A Guide to Handling Handicapped Pets

Handling Handicapped Pets

Whenever we interact with people with disabilities, the natural thing to do is treat them with respect, care, and dignity. But what about our four-legged companions? How should we handle handicapped pets? 

Pet parents rarely talk about disabilities. We often turn to rumors and myths and end up more distressed. Yet, just like humans, the most crucial thing to do with a handicapped pet is to relieve the pain (if he or she is in pain). After that, you can identify what is causing the pain and address it.

The most common pet disabilities are mobility difficulties due to accidents or chronic conditions. Other disabilities facing our beloved companions include blindness, deafness, and other forms of paralysis.

This guide will help you move away from relying on hearsay to providing proven high-quality care. Read on and learn how your pet can continue to live a full and happy life.

Assisting Pets with Mobility Difficulties

wheelchair dog plays fetch

The number of dogs involved in automobile accidents is steadily on the rise. Also, improved diet and care means that modern pets can live long enough to experience previously unfathomed physical disabilities.

Today, more pet owners have to deal with animals suffering from chronic lameness, back pain, and other mobility difficulties following medical procedures and aging. Older pets find it difficult to get around due to progressive degenerative conditions, such as arthritis.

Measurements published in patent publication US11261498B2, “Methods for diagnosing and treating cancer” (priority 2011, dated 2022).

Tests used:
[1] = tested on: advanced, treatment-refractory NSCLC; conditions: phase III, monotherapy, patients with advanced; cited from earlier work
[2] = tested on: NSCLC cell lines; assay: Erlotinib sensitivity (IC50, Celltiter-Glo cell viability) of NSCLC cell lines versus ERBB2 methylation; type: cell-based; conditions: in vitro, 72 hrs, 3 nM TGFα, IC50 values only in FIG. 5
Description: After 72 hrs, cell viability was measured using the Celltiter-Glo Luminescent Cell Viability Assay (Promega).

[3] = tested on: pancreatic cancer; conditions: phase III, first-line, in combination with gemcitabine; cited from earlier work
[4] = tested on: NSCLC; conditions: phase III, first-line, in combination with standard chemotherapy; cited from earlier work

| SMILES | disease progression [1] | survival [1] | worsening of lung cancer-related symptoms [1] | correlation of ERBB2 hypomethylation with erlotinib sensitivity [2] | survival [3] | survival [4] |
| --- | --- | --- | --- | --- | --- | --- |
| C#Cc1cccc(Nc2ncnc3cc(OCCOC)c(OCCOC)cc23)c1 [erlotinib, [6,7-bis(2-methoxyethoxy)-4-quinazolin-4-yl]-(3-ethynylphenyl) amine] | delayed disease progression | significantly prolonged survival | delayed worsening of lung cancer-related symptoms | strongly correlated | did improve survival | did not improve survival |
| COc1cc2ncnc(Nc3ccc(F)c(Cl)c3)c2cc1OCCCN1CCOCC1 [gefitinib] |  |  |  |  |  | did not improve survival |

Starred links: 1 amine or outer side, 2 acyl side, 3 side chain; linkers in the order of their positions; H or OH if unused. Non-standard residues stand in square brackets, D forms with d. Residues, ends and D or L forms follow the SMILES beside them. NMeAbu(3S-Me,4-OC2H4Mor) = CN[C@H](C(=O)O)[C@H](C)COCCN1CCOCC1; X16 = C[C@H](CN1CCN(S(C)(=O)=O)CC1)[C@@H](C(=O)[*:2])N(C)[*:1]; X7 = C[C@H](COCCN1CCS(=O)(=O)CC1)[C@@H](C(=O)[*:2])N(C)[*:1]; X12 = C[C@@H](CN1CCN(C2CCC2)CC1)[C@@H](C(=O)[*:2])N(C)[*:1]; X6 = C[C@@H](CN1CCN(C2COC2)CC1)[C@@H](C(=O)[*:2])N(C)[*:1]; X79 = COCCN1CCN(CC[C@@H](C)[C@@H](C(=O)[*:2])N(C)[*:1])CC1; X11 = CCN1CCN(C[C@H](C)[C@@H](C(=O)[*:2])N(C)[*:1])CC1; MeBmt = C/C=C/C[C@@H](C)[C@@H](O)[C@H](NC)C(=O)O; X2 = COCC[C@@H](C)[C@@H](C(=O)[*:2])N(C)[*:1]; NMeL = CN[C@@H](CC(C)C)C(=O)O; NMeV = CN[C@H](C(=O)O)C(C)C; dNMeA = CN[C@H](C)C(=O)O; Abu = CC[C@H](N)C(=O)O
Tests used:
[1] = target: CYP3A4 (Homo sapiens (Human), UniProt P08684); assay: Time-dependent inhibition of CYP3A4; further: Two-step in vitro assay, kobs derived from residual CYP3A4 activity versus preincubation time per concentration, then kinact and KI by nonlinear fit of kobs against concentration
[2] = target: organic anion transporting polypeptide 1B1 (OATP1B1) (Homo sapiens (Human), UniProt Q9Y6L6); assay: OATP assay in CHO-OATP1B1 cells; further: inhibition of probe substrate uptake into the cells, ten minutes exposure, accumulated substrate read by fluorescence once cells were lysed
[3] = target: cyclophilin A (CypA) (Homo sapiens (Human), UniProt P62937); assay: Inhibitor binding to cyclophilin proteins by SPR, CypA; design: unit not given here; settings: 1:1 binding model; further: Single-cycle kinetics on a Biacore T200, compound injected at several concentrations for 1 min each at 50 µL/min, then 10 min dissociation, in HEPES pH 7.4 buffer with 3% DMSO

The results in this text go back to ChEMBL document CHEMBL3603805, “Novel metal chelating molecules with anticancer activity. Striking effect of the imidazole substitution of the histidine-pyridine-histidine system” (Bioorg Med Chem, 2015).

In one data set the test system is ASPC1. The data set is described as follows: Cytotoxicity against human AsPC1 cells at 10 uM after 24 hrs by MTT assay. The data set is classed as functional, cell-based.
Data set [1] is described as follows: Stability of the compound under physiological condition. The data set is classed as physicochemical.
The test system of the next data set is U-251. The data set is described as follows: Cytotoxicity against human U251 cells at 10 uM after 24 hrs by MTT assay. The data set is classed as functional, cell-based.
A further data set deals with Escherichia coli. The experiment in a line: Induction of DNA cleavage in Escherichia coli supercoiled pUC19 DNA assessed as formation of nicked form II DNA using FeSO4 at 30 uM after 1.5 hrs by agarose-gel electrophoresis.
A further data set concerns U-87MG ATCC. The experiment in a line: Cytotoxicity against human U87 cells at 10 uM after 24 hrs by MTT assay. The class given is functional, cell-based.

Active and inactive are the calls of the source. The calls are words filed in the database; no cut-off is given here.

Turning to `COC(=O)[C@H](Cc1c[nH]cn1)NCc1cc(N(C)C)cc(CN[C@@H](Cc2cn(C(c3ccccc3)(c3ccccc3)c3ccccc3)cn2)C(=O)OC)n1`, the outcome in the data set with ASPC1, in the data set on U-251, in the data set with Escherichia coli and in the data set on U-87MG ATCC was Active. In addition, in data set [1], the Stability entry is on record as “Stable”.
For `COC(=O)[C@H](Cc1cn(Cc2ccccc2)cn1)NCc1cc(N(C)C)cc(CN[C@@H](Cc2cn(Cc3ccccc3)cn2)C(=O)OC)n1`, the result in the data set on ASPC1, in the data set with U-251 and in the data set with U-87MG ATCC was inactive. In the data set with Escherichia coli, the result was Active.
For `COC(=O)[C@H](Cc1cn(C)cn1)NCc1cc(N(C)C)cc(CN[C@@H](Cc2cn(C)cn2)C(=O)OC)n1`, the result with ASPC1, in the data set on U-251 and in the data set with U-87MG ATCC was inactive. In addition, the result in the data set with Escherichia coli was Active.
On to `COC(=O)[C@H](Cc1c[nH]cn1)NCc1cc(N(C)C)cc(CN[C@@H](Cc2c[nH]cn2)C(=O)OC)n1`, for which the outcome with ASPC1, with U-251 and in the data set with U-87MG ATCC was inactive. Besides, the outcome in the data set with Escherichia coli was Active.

Fortunately, the human-pet bond has also grown stronger over the years. More pet owners today refer to themselves as pet parents – showing deep love and care.

1. Focus on eliminating pain

First, focus on eliminating the pain. Take him or her to the vet, and investigate the issue. Ensure that you handle the pet in a caring manner to the vet and when you administer therapy or treatment.

2. Speak to your vet about a long term solution

After you have relieved the pain and identified the issue, speak to your vet about a long-lasting solution. Mobility difficulties could be permanent or temporary. If it’s a case of permanent disability of the limbs, consider solutions like canine carts or dog wheelchairs. Your pet could take a while to adjust to its newfound legs, but with a lot of patience and support, you can help him learn.

3. If the issue is temporary, be careful when picking up your pet

Support sling for dogs

Sometimes the mobility difficulty could be temporary as a result of injury or a medical procedure. In this case, make sure your pet has a comfortable bed, lots of love and affection, and the right food. It also helps if they’re comfortable if they’re wearing a cone or bandages etc. 

It’s important to note that many pets, especially cats hate being picked up. This can be for a number of reasons: because they are scared, not yet socialized, or perhaps they’ve had a negative experience before and were dropped awkwardly and hurt. If your dog or cat has a mobility issue, it’s even more important that you take care when picking them up.  A support sling or lifting harness may help you in handling your handicapped pet safely.